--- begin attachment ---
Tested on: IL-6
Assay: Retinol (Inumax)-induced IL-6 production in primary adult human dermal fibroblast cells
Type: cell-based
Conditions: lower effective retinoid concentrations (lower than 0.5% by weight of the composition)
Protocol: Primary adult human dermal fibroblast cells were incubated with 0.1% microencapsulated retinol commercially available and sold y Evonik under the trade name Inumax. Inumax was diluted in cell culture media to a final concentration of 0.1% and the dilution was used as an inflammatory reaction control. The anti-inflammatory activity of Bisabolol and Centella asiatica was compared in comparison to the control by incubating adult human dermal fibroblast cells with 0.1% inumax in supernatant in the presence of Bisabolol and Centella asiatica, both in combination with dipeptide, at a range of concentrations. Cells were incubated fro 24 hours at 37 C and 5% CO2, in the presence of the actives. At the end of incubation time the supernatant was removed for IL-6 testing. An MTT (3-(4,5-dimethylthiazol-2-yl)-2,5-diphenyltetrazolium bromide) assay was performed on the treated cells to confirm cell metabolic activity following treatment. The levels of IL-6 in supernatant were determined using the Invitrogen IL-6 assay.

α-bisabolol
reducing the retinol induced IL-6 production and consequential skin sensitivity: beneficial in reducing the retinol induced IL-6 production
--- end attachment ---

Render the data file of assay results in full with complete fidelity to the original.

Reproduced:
Tested on: IL-6
Assay: Retinol (Inumax)-induced IL-6 production in primary adult human dermal fibroblast cells
Type: cell-based
Conditions: lower effective retinoid concentrations (lower than 0.5% by weight of the composition)
Protocol: Primary adult human dermal fibroblast cells were incubated with 0.1% microencapsulated retinol commercially available and sold y Evonik under the trade name Inumax. Inumax was diluted in cell culture media to a final concentration of 0.1% and the dilution was used as an inflammatory reaction control. The anti-inflammatory activity of Bisabolol and Centella asiatica was compared in comparison to the control by incubating adult human dermal fibroblast cells with 0.1% inumax in supernatant in the presence of Bisabolol and Centella asiatica, both in combination with dipeptide, at a range of concentrations. Cells were incubated fro 24 hours at 37 C and 5% CO2, in the presence of the actives. At the end of incubation time the supernatant was removed for IL-6 testing. An MTT (3-(4,5-dimethylthiazol-2-yl)-2,5-diphenyltetrazolium bromide) assay was performed on the treated cells to confirm cell metabolic activity following treatment. The levels of IL-6 in supernatant were determined using the Invitrogen IL-6 assay.

α-bisabolol
reducing the retinol induced IL-6 production and consequential skin sensitivity: beneficial in reducing the retinol induced IL-6 production